Louisiana Bill Takes Aim at Professional Credentials
The Occupational Licensing Review Act, whose proponents say they want to curb “over-regulation” of professional licensure, would severely restrict the use of nongovernmental certifications in the state. ASAE is urging associations to inform their Louisiana members that their credentials are at risk.
A measure that appears to be moving quickly toward passage in the Louisiana legislature poses a significant threat to association credentialing programs, ASAE warned in an alert emailed to members Tuesday.
If enacted, Louisiana House Bill 748, the Occupational Licensing Review Act, “could potentially prohibit many professionals in Louisiana from identifying themselves as holding a professional certification,” ASAE Senior Vice President for Public Policy Jim Clarke, CAE, wrote in the message. He added that the measure would restrict the use of credentials as prerequisites for licensing of many professionals in the state.
Proponents of the bill say that state licensure requirements have grown too burdensome. “We’re at a point now where I believe it’s necessary to determine whether we are over-regulating and whether we are providing the best environment we can to attract and retain businesses,” Rep. Chad Brown (D) said at recent committee hearing, according to the Baton Rouge news outlet The Advocate.
But associations and other credentialing organizations are concerned that provisions in the legislation would effectively ban nongovernmental professional credentialing. ASAE noted that:
- The bill would prohibit the use of the terms “certification” and “registration” for nongovernmental professional credentialing unless state law requires certification or registration to work in the profession (as in the medical field, for example).
- State licensing programs that require association certification would be reviewed by the governor’s office every five years for possible sunsetting.
- No licensure law could include a certification requirement unless the governor’s office finds “empirically substantiated harms to consumers” if certification is not required.
Andrea Rutledge, CAE, president and CEO of CMAA—whose members manage complex construction projects like transportation infrastructure, manufacturing facilities, and commercial real estate—said 41 construction managers in Louisiana have earned the organization’s Certified Construction Manager designation. Under the bill, they could no longer use the certification in the state.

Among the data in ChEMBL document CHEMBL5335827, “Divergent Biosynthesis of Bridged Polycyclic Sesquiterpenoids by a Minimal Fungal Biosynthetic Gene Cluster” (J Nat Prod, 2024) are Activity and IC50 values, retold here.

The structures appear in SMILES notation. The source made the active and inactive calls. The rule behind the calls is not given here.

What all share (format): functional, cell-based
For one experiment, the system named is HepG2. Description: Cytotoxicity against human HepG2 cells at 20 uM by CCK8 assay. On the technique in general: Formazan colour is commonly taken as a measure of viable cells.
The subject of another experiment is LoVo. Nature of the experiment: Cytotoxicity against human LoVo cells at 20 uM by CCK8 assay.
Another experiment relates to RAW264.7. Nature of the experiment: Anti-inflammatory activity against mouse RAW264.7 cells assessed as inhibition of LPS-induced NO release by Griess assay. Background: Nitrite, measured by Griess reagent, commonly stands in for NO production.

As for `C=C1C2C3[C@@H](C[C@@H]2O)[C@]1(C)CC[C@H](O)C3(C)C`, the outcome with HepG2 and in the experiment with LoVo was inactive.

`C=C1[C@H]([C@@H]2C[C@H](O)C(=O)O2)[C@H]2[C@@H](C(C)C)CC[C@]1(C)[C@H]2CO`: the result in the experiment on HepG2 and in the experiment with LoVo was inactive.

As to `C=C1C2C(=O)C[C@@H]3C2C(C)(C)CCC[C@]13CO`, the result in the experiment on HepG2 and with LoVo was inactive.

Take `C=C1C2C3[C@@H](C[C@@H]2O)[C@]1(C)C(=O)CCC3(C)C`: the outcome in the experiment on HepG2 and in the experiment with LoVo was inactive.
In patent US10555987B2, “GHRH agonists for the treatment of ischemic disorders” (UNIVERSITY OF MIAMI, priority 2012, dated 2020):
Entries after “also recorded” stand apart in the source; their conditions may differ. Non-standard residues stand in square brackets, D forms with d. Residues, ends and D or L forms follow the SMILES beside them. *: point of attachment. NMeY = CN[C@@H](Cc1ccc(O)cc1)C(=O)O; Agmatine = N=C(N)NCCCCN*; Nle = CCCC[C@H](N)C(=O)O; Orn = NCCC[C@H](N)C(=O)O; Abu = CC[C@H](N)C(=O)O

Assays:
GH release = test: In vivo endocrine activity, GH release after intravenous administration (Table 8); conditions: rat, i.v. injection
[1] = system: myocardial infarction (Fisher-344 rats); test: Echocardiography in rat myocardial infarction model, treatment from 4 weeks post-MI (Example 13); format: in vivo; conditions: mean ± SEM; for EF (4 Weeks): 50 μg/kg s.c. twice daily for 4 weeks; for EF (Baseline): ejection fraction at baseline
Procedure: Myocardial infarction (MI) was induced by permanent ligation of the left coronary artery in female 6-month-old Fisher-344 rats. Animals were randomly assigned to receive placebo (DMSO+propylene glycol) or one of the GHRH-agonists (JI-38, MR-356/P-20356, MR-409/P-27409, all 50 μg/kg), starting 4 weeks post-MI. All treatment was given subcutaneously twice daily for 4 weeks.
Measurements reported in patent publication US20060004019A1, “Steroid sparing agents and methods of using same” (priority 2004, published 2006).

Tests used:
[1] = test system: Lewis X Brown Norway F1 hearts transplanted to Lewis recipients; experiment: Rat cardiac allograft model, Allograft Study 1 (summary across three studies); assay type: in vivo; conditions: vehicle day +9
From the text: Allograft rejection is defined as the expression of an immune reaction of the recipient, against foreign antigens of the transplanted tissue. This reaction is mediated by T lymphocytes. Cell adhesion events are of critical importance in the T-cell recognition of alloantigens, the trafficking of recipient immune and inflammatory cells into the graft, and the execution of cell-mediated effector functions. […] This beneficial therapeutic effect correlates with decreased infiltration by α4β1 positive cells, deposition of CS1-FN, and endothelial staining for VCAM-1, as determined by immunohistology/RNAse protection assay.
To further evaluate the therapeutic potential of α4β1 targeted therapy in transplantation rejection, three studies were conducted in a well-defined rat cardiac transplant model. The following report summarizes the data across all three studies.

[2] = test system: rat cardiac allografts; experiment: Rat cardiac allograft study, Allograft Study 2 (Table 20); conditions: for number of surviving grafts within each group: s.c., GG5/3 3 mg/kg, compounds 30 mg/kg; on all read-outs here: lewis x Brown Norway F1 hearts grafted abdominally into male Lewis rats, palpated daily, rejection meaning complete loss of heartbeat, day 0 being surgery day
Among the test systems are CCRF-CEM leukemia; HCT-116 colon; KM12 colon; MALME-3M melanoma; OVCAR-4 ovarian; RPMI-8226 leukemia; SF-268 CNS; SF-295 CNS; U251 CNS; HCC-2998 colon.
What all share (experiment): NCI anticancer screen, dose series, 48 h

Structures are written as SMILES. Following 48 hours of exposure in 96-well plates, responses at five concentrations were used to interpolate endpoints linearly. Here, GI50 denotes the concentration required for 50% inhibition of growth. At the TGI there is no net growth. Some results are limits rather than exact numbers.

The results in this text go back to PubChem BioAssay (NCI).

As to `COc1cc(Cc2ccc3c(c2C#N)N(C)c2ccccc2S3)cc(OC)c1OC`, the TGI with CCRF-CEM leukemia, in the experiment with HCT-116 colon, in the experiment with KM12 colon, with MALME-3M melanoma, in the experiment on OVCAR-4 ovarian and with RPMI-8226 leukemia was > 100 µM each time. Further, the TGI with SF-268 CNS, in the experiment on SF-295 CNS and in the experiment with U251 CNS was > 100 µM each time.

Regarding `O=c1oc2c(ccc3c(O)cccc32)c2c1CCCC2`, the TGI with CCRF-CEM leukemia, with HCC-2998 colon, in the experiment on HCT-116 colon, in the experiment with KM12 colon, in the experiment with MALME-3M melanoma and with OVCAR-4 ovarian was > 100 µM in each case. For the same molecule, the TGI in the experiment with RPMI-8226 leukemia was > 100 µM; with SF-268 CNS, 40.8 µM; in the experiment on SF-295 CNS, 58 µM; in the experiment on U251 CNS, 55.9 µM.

The CCM “is the only CM certification accredited by the American National Standards Institute under the International Organization for Standardization’s ISO-17024 standard,” Rutledge said. “CCMs have voluntarily met the prescribed criteria of the CCM program with regard to formal education, field experience, and demonstrated capability and understanding of the CM body of knowledge.”
She added that project “owners” —the organizations that commission and fund capital construction projects—often seek out CCMs. “An increasing number of owners, including the U.S. General Services Administration and the U.S. Department of Veterans Affairs, indicate a preference for CCMs in their requests for proposals for CM services. GSA has included the preference for nearly 15 years,” she said. “This legislation would require changes to those RFPs.”
“CMAA’s commitment to capital project success would be severely compromised by this legislation,” Rutledge said.
The bill has passed the Louisiana House and is likely to see a vote in the Senate soon. Gov. John Bel Edwards (D) supports the measure.
“This legislation does not seem like a forward-thinking approach,” said ASAE President and CEO John H. Graham IV, FASAE, CAE. “We believe strongly in professional certification, much like our Certified Association Executive (CAE) program. We know many other organizations feel the same. We have been getting the word out and will continue to make our case known to the Louisiana State Senate.”
ASAE is urging associations to contact their members in Louisiana to keep them informed on the bill and noted that it could become law by mid-May, when the legislature is expected to adjourn.
Editor’s Note: This article has been updated to reflect that the legislature may adjourn earlier than originally expected.
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